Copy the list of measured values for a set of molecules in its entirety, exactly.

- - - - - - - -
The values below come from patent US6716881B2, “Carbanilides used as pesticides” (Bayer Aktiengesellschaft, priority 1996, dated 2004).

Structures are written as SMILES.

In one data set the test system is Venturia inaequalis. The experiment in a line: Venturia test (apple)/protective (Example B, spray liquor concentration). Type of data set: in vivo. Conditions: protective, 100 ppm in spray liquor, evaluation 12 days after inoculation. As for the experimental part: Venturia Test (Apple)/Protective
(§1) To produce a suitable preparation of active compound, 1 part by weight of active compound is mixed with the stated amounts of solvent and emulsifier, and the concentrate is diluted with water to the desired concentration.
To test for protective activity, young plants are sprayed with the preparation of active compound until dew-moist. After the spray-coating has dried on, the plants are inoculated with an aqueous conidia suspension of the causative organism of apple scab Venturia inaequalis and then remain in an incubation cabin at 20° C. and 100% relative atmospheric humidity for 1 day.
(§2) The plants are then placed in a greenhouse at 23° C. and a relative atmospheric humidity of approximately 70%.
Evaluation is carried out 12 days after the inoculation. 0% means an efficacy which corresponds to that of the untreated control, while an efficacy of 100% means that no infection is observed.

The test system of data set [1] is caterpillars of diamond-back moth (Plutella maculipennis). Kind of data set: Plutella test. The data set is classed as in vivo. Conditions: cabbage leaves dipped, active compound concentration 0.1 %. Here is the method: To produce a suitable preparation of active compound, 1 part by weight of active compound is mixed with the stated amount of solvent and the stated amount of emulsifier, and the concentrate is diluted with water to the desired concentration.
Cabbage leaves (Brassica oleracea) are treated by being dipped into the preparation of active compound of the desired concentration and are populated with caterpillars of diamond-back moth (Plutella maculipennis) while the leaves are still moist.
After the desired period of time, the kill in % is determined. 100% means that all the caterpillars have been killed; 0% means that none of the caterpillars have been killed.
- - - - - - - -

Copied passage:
The values below come from patent US6716881B2, “Carbanilides used as pesticides” (Bayer Aktiengesellschaft, priority 1996, dated 2004).

Structures are written as SMILES.

In one data set the test system is Venturia inaequalis. The experiment in a line: Venturia test (apple)/protective (Example B, spray liquor concentration). Type of data set: in vivo. Conditions: protective, 100 ppm in spray liquor, evaluation 12 days after inoculation. As for the experimental part: Venturia Test (Apple)/Protective
(§1) To produce a suitable preparation of active compound, 1 part by weight of active compound is mixed with the stated amounts of solvent and emulsifier, and the concentrate is diluted with water to the desired concentration.
To test for protective activity, young plants are sprayed with the preparation of active compound until dew-moist. After the spray-coating has dried on, the plants are inoculated with an aqueous conidia suspension of the causative organism of apple scab Venturia inaequalis and then remain in an incubation cabin at 20° C. and 100% relative atmospheric humidity for 1 day.
(§2) The plants are then placed in a greenhouse at 23° C. and a relative atmospheric humidity of approximately 70%.
Evaluation is carried out 12 days after the inoculation. 0% means an efficacy which corresponds to that of the untreated control, while an efficacy of 100% means that no infection is observed.

The test system of data set [1] is caterpillars of diamond-back moth (Plutella maculipennis). Kind of data set: Plutella test. The data set is classed as in vivo. Conditions: cabbage leaves dipped, active compound concentration 0.1 %. Here is the method: To produce a suitable preparation of active compound, 1 part by weight of active compound is mixed with the stated amount of solvent and the stated amount of emulsifier, and the concentrate is diluted with water to the desired concentration.
Cabbage leaves (Brassica oleracea) are treated by being dipped into the preparation of active compound of the desired concentration and are populated with caterpillars of diamond-back moth (Plutella maculipennis) while the leaves are still moist.
After the desired period of time, the kill in % is determined. 100% means that all the caterpillars have been killed; 0% means that none of the caterpillars have been killed.